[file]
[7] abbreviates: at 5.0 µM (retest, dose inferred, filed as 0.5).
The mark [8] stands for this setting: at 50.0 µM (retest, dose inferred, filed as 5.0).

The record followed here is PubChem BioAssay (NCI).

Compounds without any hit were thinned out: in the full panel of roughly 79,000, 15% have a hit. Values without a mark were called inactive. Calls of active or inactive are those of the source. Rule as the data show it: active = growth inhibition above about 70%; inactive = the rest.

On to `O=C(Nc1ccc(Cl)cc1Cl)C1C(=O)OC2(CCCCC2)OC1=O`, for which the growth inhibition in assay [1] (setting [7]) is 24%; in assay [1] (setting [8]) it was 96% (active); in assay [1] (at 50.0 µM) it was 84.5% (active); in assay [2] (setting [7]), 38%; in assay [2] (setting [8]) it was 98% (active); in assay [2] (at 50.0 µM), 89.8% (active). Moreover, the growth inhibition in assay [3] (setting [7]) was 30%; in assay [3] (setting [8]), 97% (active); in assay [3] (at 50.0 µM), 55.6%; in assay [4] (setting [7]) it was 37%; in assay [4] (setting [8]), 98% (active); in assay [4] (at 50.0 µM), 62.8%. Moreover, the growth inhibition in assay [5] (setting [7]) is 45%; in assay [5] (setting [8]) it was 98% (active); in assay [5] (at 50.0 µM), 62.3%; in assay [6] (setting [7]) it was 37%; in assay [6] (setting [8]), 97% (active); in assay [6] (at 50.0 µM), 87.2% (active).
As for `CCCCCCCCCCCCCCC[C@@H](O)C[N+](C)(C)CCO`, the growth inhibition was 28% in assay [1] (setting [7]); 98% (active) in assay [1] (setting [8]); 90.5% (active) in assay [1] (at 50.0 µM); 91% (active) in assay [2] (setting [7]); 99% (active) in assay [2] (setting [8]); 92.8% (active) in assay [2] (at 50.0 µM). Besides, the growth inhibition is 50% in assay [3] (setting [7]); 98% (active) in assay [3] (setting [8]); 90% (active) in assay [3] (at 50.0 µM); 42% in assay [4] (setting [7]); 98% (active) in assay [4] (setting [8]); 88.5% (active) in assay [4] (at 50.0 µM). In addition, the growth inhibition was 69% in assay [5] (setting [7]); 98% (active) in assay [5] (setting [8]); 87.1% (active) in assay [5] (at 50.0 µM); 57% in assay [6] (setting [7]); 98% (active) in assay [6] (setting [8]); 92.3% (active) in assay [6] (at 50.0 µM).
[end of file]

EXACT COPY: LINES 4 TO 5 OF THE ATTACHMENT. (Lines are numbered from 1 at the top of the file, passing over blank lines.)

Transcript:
Compounds without any hit were thinned out: in the full panel of roughly 79,000, 15% have a hit. Values without a mark were called inactive. Calls of active or inactive are those of the source. Rule as the data show it: active = growth inhibition above about 70%; inactive = the rest.

On to `O=C(Nc1ccc(Cl)cc1Cl)C1C(=O)OC2(CCCCC2)OC1=O`, for which the growth inhibition in assay [1] (setting [7]) is 24%; in assay [1] (setting [8]) it was 96% (active); in assay [1] (at 50.0 µM) it was 84.5% (active); in assay [2] (setting [7]), 38%; in assay [2] (setting [8]) it was 98% (active); in assay [2] (at 50.0 µM), 89.8% (active). Moreover, the growth inhibition in assay [3] (setting [7]) was 30%; in assay [3] (setting [8]), 97% (active); in assay [3] (at 50.0 µM), 55.6%; in assay [4] (setting [7]) it was 37%; in assay [4] (setting [8]), 98% (active); in assay [4] (at 50.0 µM), 62.8%. Moreover, the growth inhibition in assay [5] (setting [7]) is 45%; in assay [5] (setting [8]) it was 98% (active); in assay [5] (at 50.0 µM), 62.3%; in assay [6] (setting [7]) it was 37%; in assay [6] (setting [8]), 97% (active); in assay [6] (at 50.0 µM), 87.2% (active).